Would happy endings have been possible for these anime? Of course! Medical improvements could have saved Kaori. Menma could have miraculously gained a solid body and lived happily ever after with Jinta. Ahiru could have remained a girl. But these endings would have cheapened the story and perhaps made them stories not worth telling at all. If Sakura never had a pancreatic disease, the movie wouldn't have happened. So what is the power behind sadness? What is it about these anime that makes them memorable?
Why Is The Sad Anime Ending So Popular?
Sad stories exist in order to help with grief. Many creators use their own work as an outlet, and so audiences too can relate. If anyone has experienced the social anxiety that Shoya demonstrates in A Silent Voice, seeing that in a movie can help validate those feelings. More loving views on death like in Anohana can help with those who have recently lost someone. Though it might only be an anime, plenty of people find solace in fiction to help them through tough times.
Unhappy endings are also necessary to create a stronger story. If Anohana had ended with Menma actually coming back to life in some strange form of reincarnation, that would make a mockery of the rest of the show. If Orange had let Kakeru go through the suicide attempt but miraculously survive instead of realizing he actually wants to live, that would strip away all his progress towards healing and the connections he's made with people who love him. If a pendant had fallen from the sky to let Ahiru live her life as a girl in Princess Tutu, that would cheapen her sacrifice and everything she was willing to give up if it meant saving those she cares for. In a story that deconstructed the fairytale, choosing that ridiculously happy ending would make that deconstruction worthless.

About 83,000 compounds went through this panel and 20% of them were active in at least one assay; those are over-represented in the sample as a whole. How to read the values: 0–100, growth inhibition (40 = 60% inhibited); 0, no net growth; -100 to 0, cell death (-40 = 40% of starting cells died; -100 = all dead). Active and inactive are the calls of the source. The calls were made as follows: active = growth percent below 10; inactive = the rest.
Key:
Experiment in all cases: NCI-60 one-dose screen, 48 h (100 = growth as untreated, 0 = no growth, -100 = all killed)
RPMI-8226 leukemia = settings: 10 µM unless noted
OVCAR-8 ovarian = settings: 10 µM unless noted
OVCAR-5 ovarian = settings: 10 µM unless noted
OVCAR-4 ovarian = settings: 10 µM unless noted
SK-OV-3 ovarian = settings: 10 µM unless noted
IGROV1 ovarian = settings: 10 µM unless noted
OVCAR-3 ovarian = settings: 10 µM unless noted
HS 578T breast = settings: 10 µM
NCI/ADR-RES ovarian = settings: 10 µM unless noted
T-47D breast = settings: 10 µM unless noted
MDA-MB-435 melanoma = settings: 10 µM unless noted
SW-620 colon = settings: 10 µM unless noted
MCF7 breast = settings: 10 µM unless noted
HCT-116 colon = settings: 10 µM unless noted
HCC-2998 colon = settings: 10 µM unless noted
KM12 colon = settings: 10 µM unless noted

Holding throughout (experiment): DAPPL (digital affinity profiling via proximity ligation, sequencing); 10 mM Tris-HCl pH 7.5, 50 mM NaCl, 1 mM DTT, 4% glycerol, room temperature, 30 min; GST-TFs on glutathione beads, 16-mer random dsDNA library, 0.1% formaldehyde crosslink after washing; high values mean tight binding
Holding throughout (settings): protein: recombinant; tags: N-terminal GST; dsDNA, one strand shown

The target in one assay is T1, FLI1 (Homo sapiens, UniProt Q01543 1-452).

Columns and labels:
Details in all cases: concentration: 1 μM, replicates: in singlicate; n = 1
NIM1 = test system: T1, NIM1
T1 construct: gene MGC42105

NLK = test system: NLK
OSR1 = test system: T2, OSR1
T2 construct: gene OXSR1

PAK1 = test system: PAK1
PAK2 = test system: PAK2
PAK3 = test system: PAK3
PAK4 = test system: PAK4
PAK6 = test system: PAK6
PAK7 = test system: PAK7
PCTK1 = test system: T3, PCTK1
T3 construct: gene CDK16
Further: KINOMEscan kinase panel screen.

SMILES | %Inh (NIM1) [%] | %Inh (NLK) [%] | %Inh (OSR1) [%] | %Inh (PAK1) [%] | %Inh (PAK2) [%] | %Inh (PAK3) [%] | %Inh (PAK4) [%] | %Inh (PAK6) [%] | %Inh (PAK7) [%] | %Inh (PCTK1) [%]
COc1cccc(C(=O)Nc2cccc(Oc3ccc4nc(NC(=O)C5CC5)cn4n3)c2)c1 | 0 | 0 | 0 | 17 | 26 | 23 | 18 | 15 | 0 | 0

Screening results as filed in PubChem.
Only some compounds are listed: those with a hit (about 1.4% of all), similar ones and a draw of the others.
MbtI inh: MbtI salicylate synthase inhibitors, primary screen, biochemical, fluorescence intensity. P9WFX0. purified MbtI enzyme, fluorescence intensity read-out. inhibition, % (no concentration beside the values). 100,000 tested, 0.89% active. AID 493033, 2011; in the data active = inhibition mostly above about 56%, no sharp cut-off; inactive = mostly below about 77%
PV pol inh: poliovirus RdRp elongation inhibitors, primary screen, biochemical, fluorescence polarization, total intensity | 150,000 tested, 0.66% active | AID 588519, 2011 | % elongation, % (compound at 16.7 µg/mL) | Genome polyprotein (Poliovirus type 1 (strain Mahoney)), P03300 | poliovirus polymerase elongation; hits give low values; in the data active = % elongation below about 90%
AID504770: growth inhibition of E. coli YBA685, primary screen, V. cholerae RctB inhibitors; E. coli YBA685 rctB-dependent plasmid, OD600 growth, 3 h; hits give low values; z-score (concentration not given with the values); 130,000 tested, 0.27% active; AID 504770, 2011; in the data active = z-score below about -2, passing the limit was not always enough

Another part of the power of sad endings is that unhappy endings are necessary in order to appreciate the happy ones. This is the case in any genre. Would Karasuno's triumph over Aoba Johsai have felt as gratifying if Karasuno had not lost in Season 1 of Haikyuu? Of course not. The eventual teary reunion in Your Name would mean nothing if the fear of never reuniting didn't exist. It's only the risk of unhappiness that makes the happiness worth it and the possible sadness makes that happiness feel magnified. When it comes to a sad story in itself, Anohana is obviously going to be sad. That makes every moment of laughter that much more precious and then the sadness again hurts all the more in a vicious cycle that stops feeling quite so vicious when it begins to feel like healing.
Why Do Anime Audiences Seek Out Sad Endings?
Most psychologists agree that human beings need to be hurt sometimes in order to feel better. Perhaps the fundamental reason audiences seek out sadness is because people need to feel sad sometimes, and feeling sad in the safety of an anime is better than exposing personal sadness.
While happily-ever-after is all well and good, stories that share sadness in a way that connects and allows people to cope with emotion are some of the most powerful out there. This means that to disregard them as melodrama is to dismiss the way that audiences will look past the happy endings in search of something else.